Continuing a U.S. crackdown on the offshore tax evasion, the U.S. Treasury Department said on Thursday that Switzerland and the United States have signed a pact to make Swiss banks disclose information about U.S. account-holders.
The Inter-Government Agreement (IGA) is the latest in a series between the United States and other countries designed to carry out the Foreign Account Tax Compliance Act (FATCA), which was enacted in 2010. In signing the pact, Switzerland joins Britain, Denmark, Ireland and Mexico as countries that have finished FATCA IGAs with the United States.
The U.S.-Swiss agreement requires Swiss banks to sign up directly with the U.S. Internal Revenue Service, while giving the banks a way to avoid violating Swiss financial secrecy laws. The Swiss deal does not require Swiss banks to automatically give the IRS account-holder information if the U.S. client refuses to cooperate, however, the IRS can still get that information via Swiss government authorities. The Swiss pact excludes Swiss social security, pension funds and some insurers from FATCA. The Swiss deal is not reciprocal, meaning the IRS will not provide Switzerland with information about Swiss citizens’ accounts in U.S. banks.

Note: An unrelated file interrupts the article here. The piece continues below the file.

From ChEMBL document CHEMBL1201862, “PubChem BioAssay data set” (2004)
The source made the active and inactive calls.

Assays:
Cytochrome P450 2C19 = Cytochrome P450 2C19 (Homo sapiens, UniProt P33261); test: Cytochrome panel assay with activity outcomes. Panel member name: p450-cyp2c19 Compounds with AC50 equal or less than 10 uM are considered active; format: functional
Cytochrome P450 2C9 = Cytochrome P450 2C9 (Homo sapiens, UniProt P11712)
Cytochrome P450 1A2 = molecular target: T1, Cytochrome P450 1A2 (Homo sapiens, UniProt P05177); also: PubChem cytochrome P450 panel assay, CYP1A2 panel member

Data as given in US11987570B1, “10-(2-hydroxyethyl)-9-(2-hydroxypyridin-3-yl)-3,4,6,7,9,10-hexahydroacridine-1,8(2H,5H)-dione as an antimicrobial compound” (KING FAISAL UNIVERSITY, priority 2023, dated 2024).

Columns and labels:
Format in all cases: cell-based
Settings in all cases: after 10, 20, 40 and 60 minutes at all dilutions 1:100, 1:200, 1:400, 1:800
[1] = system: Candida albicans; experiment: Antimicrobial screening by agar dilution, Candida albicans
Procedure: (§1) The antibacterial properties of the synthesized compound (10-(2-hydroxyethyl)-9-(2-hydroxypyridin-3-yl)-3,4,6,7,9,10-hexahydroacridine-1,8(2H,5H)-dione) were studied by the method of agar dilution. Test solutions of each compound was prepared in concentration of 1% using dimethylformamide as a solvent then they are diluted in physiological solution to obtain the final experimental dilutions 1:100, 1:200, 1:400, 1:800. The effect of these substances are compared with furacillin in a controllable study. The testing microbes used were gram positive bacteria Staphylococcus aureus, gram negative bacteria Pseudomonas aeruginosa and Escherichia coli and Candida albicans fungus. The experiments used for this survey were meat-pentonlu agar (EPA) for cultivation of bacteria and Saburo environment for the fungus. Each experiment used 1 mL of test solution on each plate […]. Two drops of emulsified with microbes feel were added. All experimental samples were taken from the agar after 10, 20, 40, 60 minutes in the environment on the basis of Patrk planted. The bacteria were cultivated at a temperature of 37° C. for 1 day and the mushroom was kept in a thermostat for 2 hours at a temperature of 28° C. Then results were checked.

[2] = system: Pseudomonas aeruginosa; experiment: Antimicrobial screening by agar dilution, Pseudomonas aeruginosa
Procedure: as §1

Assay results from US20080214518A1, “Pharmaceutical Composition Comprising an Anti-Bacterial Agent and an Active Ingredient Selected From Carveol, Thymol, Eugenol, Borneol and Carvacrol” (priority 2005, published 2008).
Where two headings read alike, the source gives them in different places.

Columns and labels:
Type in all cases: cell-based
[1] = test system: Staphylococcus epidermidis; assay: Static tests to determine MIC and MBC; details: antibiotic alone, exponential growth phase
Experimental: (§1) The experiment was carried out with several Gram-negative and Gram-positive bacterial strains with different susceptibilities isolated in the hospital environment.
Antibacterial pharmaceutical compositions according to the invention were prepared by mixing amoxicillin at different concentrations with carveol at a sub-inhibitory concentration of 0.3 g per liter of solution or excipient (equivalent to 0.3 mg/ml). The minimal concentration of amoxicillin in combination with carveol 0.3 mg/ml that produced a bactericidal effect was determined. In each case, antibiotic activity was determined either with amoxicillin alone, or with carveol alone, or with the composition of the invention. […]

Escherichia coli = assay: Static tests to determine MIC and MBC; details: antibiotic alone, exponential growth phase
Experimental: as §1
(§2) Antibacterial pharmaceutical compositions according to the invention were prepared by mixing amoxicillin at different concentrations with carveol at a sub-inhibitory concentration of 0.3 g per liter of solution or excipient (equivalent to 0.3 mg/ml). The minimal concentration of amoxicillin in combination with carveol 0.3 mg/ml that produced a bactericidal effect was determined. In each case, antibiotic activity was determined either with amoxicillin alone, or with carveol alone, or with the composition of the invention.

FATCA requires foreign financial institutions to tell the U.S. Internal Revenue Service about Americans’ offshore accounts worth more than $50,000. FATCA was enacted after a Swiss banking scandal showed U.S. taxpayers hid millions of dollars overseas. FATCA imposes steep penalties beginning in 2014 on financial institutions that do not comply with the law. Banks and other financial institutions failing to comply could be frozen out of U.S. financial markets.
Luxembourg, Austria, Japan and Italy are believed to be working on separate IGAs with the United States.